Financial Statement Analysis
- Ratio Analysis of Financial Statements (Formula, Types, Excel)
- Ratio Analysis Advantages
- Ratio Analysis
- Liquidity Ratios
- Cash Ratio
- Cash Ratio Formula
- Quick Ratio
- Quick Ratio Formula
- Current Ratio
- Current Ratio Formula
- Acid Test Ratio Formula
- Defensive Interval Ratio
- Working Capital Ratio
- Working Capital Formula
- Net Working Capital Formula
- Changes in Net Working Capital
- Current Ratio vs Quick Ratio
- Bid Ask Spread
- Liquidity vs Solvency
- Solvency Ratios
- Liquidity Risk
- Altman Z Score
- Turnover Ratios
- Profitability Ratios
- Profitability Ratios Formula
- Profit Margin
- Gross Profit Margin Formula
- Operating Profit Margin Formula
- Operating Income Formula
- Net Profit Margin Formula
- EBIDTA Margin
- Earnings Per Share
- Basic EPS
- Diluted EPS
- Basic EPS vs Diluted EPS
- Return on Equity (ROE)
- Return on Capital Employed (ROCE)
- Return on Invested Capital (ROIC)
- ROIC vs ROCE
- ROE vs ROA
- Cash on Cash Return
- Return on Total Assets (ROA)
- Return on Average Capital Employed
- Capital employed Employed
- Return on Average Assets (ROAA)
- Return on Average Equity (ROAE)
- Return on Assets Formula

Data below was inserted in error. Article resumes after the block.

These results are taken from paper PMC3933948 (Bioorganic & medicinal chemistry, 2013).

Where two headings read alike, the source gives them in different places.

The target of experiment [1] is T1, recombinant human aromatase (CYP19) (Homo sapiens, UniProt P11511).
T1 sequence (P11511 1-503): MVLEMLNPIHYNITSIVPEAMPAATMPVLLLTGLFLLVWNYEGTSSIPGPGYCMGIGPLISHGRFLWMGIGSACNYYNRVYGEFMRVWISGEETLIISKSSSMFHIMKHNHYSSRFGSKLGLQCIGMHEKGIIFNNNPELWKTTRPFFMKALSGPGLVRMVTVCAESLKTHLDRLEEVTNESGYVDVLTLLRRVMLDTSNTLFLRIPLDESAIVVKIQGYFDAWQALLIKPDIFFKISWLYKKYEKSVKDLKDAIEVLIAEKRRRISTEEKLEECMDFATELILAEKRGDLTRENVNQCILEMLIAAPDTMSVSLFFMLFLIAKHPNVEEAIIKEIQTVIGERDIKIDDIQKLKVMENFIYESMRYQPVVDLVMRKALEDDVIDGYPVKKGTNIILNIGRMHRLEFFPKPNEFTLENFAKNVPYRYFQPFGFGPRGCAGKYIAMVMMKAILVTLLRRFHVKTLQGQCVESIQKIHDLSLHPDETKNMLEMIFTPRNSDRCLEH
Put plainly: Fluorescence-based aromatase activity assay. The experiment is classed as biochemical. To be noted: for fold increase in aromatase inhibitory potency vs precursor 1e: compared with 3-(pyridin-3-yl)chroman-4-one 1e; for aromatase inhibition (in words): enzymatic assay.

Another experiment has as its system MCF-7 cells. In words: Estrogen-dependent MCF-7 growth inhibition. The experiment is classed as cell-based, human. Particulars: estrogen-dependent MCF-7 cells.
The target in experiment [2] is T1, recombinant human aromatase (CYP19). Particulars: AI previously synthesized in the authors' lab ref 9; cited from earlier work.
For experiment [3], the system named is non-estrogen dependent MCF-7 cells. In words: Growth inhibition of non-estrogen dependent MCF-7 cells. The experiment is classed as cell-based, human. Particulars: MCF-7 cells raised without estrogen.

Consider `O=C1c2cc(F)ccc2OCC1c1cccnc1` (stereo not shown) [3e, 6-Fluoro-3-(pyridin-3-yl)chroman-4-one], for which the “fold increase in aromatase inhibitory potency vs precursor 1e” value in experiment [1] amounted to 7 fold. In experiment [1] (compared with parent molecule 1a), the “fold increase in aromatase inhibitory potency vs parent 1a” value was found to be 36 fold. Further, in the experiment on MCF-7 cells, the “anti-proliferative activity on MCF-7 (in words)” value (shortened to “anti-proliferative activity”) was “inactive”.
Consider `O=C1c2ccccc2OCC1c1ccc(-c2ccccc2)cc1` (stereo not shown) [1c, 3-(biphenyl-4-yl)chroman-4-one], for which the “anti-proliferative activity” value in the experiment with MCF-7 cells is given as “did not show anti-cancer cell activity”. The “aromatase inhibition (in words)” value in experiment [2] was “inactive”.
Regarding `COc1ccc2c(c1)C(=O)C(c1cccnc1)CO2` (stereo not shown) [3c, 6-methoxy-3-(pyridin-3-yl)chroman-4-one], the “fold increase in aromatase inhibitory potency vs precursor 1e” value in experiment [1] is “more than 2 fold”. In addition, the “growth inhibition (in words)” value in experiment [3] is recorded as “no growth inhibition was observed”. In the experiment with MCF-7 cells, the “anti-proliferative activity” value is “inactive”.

- Return on Equity Formula
- DuPont Formula
- Net Interest Margin Formula
- Earnings Per Share Formula
- Diluted EPS Formula
- Contribution Margin Formula
- Unit Contribution Margin
- Revenue Per Employee Ratio
- Operating Leverage
- EBIT vs EBITDA
- Capital Gains Yield
- Tax Equivalent Yield
- LTM Revenue
- Operating Expense Ratio Formula
- Overhead Ratio Formula
- Variable Costing Formula
- Capitalization Rate
- Cap Rate Formula
- Comparative Income Statement
- Capacity Utilization Rate Formula
- Total Expense Ratio Formula
- Efficiency Ratios
- Dividend Ratios
- Debt Ratios
- Debt to Equity Ratio
- Debt Coverage Ratio
- Debt Ratio
- Debt to Income Ratio Formula (DTI)
- Capital Gearing Ratio
- Capitalization Ratio
- Interest Coverage Ratio
- Times Interest Earned Ratio
- Debt Service Coverage Ratio (DSCR)
- Financial Leverage Ratio
- Financial Leverage Formula
- Net Debt Formula
- Leverage Ratios
- Operating Leverage vs Financial Leverage
- Current Yield
- Debt Yield Ratio
Current Ratio – Sears Holding stock fell by 9.8% on the back of continuing losses and poor quarterly results. Sears balance doesn’t look too good either. Moneymorning has named Sears Holding as one of the five companies that may go bankrupt soon. In this context, an analyst can quickly perform financial ratio analysis to check if this may be true. Once such ratio is to check the liquidity situation of the company is Current Ratio. As you can see from above, the Current ratio of Sears has been dropping continuously for the past 10 years. It is now below 1.0x and does not portray the right picture.
If you are new to Accounting, then you can learn accounting in 1 hour with this Finance for Non finance training
In this article, we will discuss the following –
- What is Current Ratio?
- Current Ratio Formula
- Colgate – in-depth calculation
- Seasonality in – Thomas Cook Example
- examples in Automobile Sector (highs and lows)
What is Current Ratio?
The current ratio is used to measure a company’s short-term liquidity position and provides a quantitative relationship between current assets (CA) and current liabilities (CL).